Cold as ice – organisms that embrace the frigid spring
When Ella Fitzgerald crooned “Spring can really hang you up the most”, her notes rang true to the human ear and Nature alike. In temperate climes, spring is a difficult time. As T.S. Eliot lamented in his epic poem, The Waste Land, “April is the cruellest month”. Following a winter that “kept us warm, covering Earth in forgetful snow”, spring wrests the world from its static state, and forces it onward into the season of growth ahead.
The challenge of the early days of spring is one that Henry David Thoreau noted from his cabin on the shores of his beloved Walden Pond in the 1840s. Thoreau documented the occurrence of all four seasons in a single day. Spring was not merely the great continuous thaw. Instead, early spring was a daily cycle of thawing every morning, great warmth midday, and re-freezing every evening and through the frigid night. At the cusp of winter and spring, temperature is a tremendous tease – offering comfort during the day, but turning to lethal iciness in the eve.
It is the daily re-freeze that poses one of the biggest risks to organisms living in temperate zones in early spring. The formation of ice-crystals within cells disrupts the function of cellular machinery – lancing membranes, and removing the liquid water that is necessary for biochemical reactions.
In animals, ice tears cells asunder. In the woody plant species that persist throughout the winter, ice doesn’t break cells as they are in animals, but it irreparably damages plants in another, vital way. Ice destroys their capacity to soak up water.
During the non-icy, growing season, temperate zone trees are dependent on the flow of water from the roots up to their leaves, where the water will be used in photosynthesis and other facets of metabolism. Water and solutes flow from the roots to the aerial tissues through the trees plumbing – tiny capillaries, known as xylem cells, that function as conduits for liquid transport.
Xylem cells are very thin, long cells, joined end-to-end to make continuous pipes for water flow. Together, these xylem cells make up most of the woody trunk of the trees. When you cut a tree on the horizontal, you will see the cross-section of these pipes –each tree ring is made of thousands of these pipes side by side.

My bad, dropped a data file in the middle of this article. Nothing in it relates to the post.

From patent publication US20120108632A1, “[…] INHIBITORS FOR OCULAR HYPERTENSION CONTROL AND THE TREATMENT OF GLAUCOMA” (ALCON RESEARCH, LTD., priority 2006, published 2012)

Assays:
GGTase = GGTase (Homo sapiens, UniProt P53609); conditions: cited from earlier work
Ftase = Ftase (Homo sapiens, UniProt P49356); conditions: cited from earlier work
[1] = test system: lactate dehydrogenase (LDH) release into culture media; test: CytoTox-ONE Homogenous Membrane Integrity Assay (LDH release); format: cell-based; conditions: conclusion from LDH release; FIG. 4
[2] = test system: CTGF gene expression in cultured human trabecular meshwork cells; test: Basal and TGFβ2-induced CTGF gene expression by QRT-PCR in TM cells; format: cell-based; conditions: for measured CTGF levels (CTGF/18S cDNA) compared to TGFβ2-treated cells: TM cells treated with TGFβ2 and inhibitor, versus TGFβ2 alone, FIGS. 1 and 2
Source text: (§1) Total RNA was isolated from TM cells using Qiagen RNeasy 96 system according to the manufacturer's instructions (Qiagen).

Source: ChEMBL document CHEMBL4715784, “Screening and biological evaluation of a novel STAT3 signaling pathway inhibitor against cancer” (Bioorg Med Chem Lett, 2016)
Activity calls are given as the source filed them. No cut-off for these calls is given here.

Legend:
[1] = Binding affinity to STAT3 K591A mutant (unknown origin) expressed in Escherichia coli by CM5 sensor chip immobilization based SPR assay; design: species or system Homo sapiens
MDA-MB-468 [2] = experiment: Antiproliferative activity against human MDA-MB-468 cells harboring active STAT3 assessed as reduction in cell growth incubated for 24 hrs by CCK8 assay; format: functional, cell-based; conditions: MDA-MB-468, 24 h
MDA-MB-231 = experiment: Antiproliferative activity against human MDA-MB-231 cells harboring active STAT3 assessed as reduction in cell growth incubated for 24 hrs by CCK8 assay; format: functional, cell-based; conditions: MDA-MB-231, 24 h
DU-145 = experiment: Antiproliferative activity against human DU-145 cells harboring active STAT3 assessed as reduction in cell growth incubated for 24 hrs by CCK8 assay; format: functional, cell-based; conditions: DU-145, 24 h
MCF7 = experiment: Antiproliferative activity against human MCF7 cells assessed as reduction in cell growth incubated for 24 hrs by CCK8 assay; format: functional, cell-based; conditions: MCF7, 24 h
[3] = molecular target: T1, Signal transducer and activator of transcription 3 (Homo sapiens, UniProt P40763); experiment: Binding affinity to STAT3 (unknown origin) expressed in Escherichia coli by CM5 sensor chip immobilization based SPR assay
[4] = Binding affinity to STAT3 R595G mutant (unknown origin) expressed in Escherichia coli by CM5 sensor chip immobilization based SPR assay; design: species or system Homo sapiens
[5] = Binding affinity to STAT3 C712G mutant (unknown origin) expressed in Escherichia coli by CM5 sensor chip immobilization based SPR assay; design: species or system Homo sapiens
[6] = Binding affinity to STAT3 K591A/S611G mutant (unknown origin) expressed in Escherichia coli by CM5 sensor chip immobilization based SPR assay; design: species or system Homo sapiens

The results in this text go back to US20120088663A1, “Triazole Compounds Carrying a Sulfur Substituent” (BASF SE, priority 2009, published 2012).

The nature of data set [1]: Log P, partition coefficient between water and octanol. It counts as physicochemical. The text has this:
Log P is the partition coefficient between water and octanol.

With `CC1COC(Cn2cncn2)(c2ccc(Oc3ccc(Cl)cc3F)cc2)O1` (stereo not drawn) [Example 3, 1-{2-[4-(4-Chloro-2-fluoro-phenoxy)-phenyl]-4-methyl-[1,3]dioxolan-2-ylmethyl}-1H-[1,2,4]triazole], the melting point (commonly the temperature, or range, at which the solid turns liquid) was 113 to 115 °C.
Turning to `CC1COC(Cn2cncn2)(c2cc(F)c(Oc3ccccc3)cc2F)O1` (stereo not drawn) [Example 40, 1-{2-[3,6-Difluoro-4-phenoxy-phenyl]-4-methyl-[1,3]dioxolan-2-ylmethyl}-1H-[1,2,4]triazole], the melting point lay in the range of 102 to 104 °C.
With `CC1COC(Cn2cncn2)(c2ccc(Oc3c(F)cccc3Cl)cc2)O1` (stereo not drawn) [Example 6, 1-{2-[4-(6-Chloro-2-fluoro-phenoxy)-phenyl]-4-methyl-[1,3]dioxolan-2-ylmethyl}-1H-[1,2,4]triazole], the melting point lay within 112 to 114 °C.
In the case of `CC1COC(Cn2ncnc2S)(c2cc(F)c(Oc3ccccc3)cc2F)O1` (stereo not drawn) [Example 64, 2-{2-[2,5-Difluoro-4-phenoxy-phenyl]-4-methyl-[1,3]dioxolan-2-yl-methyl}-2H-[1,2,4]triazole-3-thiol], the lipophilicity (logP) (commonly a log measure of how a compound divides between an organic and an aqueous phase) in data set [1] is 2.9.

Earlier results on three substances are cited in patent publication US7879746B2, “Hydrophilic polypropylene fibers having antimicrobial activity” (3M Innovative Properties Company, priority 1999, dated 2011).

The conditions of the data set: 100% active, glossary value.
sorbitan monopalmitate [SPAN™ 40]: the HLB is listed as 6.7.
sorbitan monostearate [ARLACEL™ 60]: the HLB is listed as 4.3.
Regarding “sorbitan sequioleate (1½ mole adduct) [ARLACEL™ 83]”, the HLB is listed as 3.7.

The thin diameter of the xylem cells is what makes them effective water conduits. Water is drawn through these pipes by virtue of adherence of water molecules to each other, through what is known as cohesion. Long columns of water can be sustained within these thin capillaries on account of molecular cohesion.
The function of these capillaries will fail if an air bubble – an embolism – is introduced into the water column. When an embolism breaks the water column, cohesion can no longer be used to draw the water through the pipe.
Ice destroys xylem function by creating embolisms through a process known as cavitation. When ice forms within xylem cells it traps gas in tiny bubbles. When thawing occurs, these bubbles expand until they eventually break the continuous column of liquid. And with an audible popping noise, you can hear cavitation occur, and, with it, xylem function fail.
While some trees have evolved means by which to refill embolisms, these mechanisms are by no means fail safe. Cavitation could occur anywhere along the length of the tree trunk – which is sometimes significant.
As Byard and colleagues discovered in 2010, birch trees, which experience dramatic changes in temperature over a given year, have evolved two means by which to prevent xylem cavitation.
Some birch tree species avoid cavitation through a process known as deep supercooling. As its name implies, deep supercooling allows the tree to become very cold, and to do so without allowing ice crystals to form within the xylem. Deep supercooling birch trees manage to maintain water in its liquid state down to -40oC. They do this by making special proteins that prevent ice crystal formation, and by otherwise storing water in a relatively pure state.
Deep supercooling is an excellent strategy to contend with cold, unless the temperature drops below --40oC. Below that temperature, water will spontaneously, homogeneously undergo ice formation. That is, all of the water will convert to ice at once. Consequently, deep supercooling is cold-defence strategy that is limited to tree species that reside in locations that do not experience temperatures less than -40oC. The thing is, some birch trees live in regions where the temperatures fall well below -40oC. How do they contend with such low temperatures?
Birch tree species that live in locations that experience temperatures lower than -40oC evolved another means by which to contend with ice. They embrace the ice.
Instead of leaving water inside the xylem cells, birch trees that have evolved to contend with really low temperature expel the water outside of the cells. In such trees, the inside of the xylem cells dehydrate. They remain full of constituents, but sugars and proteins make up for the missing water. With more abundant solutes, like salty water, the freezing point of water inside of the cells is lowered.